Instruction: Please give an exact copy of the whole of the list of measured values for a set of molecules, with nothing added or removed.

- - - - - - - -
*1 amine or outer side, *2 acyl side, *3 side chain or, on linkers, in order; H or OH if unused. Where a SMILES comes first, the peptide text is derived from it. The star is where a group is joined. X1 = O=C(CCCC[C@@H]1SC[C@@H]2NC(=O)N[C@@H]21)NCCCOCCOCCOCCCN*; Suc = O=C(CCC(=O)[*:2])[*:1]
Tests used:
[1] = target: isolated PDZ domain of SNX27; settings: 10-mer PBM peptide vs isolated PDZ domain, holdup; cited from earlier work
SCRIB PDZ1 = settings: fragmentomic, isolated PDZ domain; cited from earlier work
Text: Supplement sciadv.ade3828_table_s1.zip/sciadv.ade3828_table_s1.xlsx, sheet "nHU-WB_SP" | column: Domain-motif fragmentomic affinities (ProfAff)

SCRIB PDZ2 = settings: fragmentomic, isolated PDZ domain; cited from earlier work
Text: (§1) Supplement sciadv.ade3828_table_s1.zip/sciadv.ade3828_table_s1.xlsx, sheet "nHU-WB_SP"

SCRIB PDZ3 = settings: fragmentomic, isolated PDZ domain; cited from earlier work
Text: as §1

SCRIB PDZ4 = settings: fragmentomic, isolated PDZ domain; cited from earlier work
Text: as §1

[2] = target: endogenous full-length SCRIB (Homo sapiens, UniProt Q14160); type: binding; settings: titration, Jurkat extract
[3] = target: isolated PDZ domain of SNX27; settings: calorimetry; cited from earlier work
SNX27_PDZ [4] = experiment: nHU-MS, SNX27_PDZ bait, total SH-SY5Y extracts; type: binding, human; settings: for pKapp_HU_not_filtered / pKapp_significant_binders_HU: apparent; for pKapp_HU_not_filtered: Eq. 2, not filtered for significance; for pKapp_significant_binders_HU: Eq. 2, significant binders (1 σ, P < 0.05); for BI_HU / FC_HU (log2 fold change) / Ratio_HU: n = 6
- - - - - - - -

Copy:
*1 amine or outer side, *2 acyl side, *3 side chain or, on linkers, in order; H or OH if unused. Where a SMILES comes first, the peptide text is derived from it. The star is where a group is joined. X1 = O=C(CCCC[C@@H]1SC[C@@H]2NC(=O)N[C@@H]21)NCCCOCCOCCOCCCN*; Suc = O=C(CCC(=O)[*:2])[*:1]
Tests used:
[1] = target: isolated PDZ domain of SNX27; settings: 10-mer PBM peptide vs isolated PDZ domain, holdup; cited from earlier work
SCRIB PDZ1 = settings: fragmentomic, isolated PDZ domain; cited from earlier work
Text: Supplement sciadv.ade3828_table_s1.zip/sciadv.ade3828_table_s1.xlsx, sheet "nHU-WB_SP" | column: Domain-motif fragmentomic affinities (ProfAff)

SCRIB PDZ2 = settings: fragmentomic, isolated PDZ domain; cited from earlier work
Text: (§1) Supplement sciadv.ade3828_table_s1.zip/sciadv.ade3828_table_s1.xlsx, sheet "nHU-WB_SP"

SCRIB PDZ3 = settings: fragmentomic, isolated PDZ domain; cited from earlier work
Text: as §1

SCRIB PDZ4 = settings: fragmentomic, isolated PDZ domain; cited from earlier work
Text: as §1

[2] = target: endogenous full-length SCRIB (Homo sapiens, UniProt Q14160); type: binding; settings: titration, Jurkat extract
[3] = target: isolated PDZ domain of SNX27; settings: calorimetry; cited from earlier work
SNX27_PDZ [4] = experiment: nHU-MS, SNX27_PDZ bait, total SH-SY5Y extracts; type: binding, human; settings: for pKapp_HU_not_filtered / pKapp_significant_binders_HU: apparent; for pKapp_HU_not_filtered: Eq. 2, not filtered for significance; for pKapp_significant_binders_HU: Eq. 2, significant binders (1 σ, P < 0.05); for BI_HU / FC_HU (log2 fold change) / Ratio_HU: n = 6